7 Pages


ByAlan Jacobs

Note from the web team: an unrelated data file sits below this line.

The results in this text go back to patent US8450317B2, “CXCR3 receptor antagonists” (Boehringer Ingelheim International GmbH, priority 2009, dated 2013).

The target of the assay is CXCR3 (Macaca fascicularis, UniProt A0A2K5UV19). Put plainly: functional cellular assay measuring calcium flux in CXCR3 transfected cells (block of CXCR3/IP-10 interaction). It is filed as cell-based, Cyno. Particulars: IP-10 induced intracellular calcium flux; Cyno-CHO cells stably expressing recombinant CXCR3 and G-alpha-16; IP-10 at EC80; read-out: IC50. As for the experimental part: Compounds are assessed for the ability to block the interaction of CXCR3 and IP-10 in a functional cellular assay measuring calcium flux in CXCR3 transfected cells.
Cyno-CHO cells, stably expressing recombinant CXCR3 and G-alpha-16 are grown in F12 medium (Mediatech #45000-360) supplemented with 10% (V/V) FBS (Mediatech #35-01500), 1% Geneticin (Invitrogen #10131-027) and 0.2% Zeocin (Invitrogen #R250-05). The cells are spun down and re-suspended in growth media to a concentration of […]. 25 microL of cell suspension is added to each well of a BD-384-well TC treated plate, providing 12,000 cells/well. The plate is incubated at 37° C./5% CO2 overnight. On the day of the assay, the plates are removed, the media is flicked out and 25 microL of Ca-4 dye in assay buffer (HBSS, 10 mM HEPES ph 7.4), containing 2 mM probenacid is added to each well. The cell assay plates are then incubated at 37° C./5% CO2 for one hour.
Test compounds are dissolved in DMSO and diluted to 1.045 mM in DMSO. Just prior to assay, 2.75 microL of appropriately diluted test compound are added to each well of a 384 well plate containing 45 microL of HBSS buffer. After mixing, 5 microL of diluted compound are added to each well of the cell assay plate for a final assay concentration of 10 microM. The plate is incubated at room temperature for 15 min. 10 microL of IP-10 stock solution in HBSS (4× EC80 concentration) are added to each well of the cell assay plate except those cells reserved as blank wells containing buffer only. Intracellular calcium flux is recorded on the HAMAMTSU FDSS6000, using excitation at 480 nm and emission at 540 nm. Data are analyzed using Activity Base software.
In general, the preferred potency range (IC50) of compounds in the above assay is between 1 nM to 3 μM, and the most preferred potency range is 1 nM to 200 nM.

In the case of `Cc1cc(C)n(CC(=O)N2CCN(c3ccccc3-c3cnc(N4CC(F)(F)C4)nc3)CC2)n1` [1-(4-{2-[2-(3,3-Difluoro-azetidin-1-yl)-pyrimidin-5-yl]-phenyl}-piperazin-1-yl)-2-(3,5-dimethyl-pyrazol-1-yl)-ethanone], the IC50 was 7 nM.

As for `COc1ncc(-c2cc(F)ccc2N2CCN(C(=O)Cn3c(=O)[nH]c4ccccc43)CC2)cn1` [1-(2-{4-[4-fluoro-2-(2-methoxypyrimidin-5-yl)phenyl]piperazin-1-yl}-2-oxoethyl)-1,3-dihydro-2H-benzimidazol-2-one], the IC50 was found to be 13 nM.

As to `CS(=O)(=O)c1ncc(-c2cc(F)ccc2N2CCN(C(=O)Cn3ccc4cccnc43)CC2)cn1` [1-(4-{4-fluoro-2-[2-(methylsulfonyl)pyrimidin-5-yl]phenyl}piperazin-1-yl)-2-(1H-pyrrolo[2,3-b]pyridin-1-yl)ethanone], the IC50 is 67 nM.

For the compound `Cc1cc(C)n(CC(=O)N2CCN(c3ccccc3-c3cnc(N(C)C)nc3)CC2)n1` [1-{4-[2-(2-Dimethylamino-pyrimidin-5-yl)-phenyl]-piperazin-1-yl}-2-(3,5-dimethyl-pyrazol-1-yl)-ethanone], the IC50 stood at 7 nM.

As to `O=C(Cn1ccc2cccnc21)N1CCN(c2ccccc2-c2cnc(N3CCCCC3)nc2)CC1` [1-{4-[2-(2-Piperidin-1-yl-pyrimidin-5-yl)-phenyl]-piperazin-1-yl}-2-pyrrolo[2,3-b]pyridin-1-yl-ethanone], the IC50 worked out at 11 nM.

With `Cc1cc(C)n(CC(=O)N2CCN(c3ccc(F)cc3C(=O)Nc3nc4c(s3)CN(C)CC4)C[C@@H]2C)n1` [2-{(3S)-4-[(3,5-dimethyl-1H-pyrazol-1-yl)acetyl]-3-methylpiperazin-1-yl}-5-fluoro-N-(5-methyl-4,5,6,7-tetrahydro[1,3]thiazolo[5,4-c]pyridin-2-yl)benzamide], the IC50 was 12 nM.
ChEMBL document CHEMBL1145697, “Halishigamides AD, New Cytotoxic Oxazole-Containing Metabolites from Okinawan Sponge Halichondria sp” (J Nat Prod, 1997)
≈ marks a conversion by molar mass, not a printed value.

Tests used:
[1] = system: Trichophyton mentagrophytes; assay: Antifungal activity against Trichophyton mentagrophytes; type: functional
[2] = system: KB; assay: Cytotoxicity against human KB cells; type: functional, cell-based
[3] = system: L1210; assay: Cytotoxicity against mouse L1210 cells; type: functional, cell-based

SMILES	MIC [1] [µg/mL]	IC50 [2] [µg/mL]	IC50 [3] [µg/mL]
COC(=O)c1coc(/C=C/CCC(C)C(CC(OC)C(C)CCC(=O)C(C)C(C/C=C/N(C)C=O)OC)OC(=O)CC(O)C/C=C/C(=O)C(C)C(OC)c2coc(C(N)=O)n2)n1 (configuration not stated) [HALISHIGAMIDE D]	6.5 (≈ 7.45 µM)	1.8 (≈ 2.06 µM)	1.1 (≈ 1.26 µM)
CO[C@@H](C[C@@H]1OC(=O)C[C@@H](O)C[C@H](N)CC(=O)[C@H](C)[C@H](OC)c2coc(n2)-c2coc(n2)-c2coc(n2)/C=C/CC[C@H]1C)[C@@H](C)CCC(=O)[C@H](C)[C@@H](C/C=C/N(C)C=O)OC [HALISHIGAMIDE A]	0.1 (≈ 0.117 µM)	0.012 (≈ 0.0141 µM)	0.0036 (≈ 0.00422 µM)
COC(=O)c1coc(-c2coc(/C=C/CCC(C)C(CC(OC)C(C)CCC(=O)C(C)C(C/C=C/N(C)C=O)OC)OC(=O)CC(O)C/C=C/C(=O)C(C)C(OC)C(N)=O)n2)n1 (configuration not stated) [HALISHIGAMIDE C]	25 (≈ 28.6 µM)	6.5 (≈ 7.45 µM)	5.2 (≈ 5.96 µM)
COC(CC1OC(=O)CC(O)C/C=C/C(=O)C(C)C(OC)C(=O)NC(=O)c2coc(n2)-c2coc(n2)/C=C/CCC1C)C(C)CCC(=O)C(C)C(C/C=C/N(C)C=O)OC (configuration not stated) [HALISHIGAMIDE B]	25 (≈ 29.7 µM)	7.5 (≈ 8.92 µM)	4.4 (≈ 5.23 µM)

To Gradgrind's Benthamite arguments Sleary has no response except to continue the circus's performances, and merely to say, as he does more than once, 'People mutht be amuthed', which is not an argument but a kind of imperative declaration: Sleary politely refuses to enter the dialectical arena where Gradgrind brandishes his Benthamite weaponry, but instead contents himself with doing something else and proclaiming that he is doing something else. Sleary, then, is an evangelist of play, a notion requiring reflection. Sleary's formulation, love 'hath ith own way of calculating or not calculating', is better, acknowledging as it does that whereas love can be freely and indiscriminately bestowed it also possesses its own 'calculating' logic of exchange and reciprocity that, however inaccessible to Cartesian or utilitarian schemes of rationality, is a logic nonetheless. This is the point of Pascal's much-abused phrase 'the heart has its reasons which the reason cannot know', and it is Sleary's point, too.